I entered the sociology graduate program in 1966 in my mid-30s. I had a law degree and had been working in law-related jobs for ten years. From law school on, I had been fascinated by the curious nature of law, and I was looking for an appropriate academic discipline from which to study it from the outside. Berkeley in the late 1960s was an exhilarating place for me, although I found myself a full half generation out of synch with the passionate young Marxists who seemed to make up most of my classmates.
My most interesting academic experiences were courses with Erving Goffman; two historical studies I did (law of early Puritan Massachusetts; law in the French Revolution); my struggle to put together coherently the wildly different perspectives in social theory; and the field work for my thesis. I owe a debt of gratitude to Philip Selznick, Philippe Nonet and Sheldon Messinger for guiding my work.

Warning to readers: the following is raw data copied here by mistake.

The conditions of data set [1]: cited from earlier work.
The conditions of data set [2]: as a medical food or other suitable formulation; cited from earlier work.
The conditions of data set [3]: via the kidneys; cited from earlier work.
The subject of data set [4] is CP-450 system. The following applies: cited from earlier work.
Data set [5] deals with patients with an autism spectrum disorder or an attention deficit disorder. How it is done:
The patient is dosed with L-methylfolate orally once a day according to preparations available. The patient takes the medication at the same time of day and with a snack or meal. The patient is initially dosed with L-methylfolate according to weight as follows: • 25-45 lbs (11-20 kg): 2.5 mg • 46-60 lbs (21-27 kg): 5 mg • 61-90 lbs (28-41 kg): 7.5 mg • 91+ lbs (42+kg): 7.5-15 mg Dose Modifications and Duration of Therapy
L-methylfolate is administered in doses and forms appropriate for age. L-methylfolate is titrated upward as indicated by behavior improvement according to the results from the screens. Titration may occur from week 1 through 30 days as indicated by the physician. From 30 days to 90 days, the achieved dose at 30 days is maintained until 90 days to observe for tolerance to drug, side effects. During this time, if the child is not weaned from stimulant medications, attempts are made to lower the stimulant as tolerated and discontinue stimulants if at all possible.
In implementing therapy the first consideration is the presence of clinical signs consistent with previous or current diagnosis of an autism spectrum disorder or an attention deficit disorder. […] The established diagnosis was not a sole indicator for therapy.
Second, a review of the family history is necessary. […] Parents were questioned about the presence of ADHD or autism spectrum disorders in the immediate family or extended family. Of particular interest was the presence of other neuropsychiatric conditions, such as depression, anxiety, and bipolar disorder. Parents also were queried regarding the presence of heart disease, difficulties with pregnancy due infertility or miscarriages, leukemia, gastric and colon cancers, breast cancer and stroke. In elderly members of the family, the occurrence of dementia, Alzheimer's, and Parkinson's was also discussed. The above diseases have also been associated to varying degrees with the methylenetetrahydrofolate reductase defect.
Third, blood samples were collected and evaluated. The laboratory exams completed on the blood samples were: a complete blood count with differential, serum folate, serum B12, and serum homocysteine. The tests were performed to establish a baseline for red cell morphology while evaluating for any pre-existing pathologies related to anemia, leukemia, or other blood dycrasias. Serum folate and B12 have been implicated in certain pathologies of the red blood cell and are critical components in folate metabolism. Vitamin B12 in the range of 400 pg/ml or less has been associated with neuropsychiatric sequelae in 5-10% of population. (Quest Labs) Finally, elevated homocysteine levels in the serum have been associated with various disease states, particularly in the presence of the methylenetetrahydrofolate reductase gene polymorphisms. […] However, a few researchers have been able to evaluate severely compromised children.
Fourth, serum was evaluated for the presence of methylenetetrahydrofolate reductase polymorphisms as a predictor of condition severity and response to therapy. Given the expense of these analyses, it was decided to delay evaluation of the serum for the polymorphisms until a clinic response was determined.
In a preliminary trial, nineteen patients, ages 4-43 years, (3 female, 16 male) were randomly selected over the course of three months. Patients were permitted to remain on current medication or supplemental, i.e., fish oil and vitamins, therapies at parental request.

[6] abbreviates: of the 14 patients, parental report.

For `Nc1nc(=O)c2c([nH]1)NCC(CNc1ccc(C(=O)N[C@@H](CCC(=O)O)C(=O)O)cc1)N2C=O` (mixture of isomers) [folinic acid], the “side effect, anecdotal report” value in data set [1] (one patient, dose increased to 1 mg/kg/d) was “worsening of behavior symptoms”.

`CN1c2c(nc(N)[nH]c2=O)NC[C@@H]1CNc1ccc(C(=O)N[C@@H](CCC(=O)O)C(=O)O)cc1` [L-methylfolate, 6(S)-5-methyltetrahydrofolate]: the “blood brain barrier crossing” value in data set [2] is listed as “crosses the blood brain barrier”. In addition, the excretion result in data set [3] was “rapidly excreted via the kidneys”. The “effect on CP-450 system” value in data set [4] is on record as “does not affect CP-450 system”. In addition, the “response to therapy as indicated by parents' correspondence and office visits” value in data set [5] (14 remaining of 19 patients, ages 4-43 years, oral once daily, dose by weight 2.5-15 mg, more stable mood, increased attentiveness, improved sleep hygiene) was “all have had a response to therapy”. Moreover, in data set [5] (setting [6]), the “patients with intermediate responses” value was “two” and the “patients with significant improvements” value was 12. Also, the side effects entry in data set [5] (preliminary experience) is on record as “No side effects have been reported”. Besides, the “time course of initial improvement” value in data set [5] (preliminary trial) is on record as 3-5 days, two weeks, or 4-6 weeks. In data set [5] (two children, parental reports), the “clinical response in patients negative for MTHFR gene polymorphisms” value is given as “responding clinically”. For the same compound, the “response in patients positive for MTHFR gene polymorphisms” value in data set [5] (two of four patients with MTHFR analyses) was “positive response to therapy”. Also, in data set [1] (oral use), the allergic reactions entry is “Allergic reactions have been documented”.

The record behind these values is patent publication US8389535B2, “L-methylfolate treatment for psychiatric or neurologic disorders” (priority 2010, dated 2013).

It took me an unconscionably long time to get my Ph.D.; I did not finish until 1981. By that time much of my interest in both law and sociology had drained away and I was moving my life in very different directions. I moved from Berkeley to Ashland, Oregon in 1976. I met my present wife here. We started a business together, doing editing, research and contract writing. One client has been the Oregon Shakespeare Festival, for which we have written articles for one of its publications for many years. I am currently at work coediting a long and absorbing novel.
We have two children, a boy and a girl, 19 and 15, both great kids.
In many ways, life began for me at age 50 and has continued to be happy and surprising for the 23 years since. I am proud of my Berkeley degree and feel remiss that I have made no professional use of my sociology training, but that is the way my life has gone
I would be delighted to hear from any graduate school contemporaries.